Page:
Researchers Unravel Novel Insights on Hematopoietic Stem Cell (HSC) Maintenance and its Mechanism Under Thrombopoietin (Thpo) Deficiency

Hematopoietic stem cells (HSC) residing in the bone marrow are essential for life-long hematopoiesis. To ensure long term regenerative potential in HSCs, the preservation of HSCs in its quiescent state is crucial and constitutes a fundamental property of HSCs. While the regulation of HSCs has been extensively studied, the key regulatory mechanism of how quiescence is acquired remains unaddressed. In this study, a team of researchers from the Cancer Science Institute of Singapore (CSI Singapore) at the National University of Singapore (NUS), the International Research Center for Medical Sciences (IRCMS) at the Kumamoto University and the Tokyo Women’s Medical University (TWMU) investigated the maintenance of HSCs in quiescence as well as its association with cytokine Thrombopoietin (Thpo).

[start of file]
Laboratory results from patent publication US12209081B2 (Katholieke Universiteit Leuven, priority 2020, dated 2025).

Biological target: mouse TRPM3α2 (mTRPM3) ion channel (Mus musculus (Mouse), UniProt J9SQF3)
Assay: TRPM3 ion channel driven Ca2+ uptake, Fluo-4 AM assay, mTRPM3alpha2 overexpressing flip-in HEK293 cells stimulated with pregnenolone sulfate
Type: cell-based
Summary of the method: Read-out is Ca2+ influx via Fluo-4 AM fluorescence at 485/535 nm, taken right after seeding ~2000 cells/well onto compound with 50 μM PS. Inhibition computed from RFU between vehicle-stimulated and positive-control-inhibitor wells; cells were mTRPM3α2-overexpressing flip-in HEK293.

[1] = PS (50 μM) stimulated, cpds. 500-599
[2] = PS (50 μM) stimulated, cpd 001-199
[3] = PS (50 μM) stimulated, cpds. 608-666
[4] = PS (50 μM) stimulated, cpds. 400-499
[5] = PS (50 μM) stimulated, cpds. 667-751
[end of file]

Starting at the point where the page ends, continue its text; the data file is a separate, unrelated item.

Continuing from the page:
While earlier studies established that Thpo induces quiescence and promotes self-renewal divisions in HSCs, the effect of Thpo on HSC remains perplexing. To clarify the contradictory effect of Thpo, the research team, which includes Prof. Toshio Suda and Dr. Ayako Ishizu, utilized the gene knockout mouse model and found that the administration of a Thpo receptor agonist, Romiplostim, to Thpo-deficient mice can stimulate the expansion of quiescent HSC numbers.

By performing Thpo signalling, the team also identified changes in cell metabolism in mitochondria, autophagy and protein synthesis. Collectively, their data implies that Thpo signalling elicits wide-ranging response in HSCs.

With this newly established understanding of how Thpo signaling maintains HSC function, findings from this study reveals the therapeutic merits and rationale of Thpo receptor agonists, holding promise for improved therapeutic treatment options for other HSC-related diseases.

Moving forward, the team intends to further evaluate the function of Thpo in regulating lifelong hematopoiesis, as well as the effect of Thpo/cytokine signalling, which will help address questions on what regulated organelle turnover and how organelles network in HSC.

Read the full study here.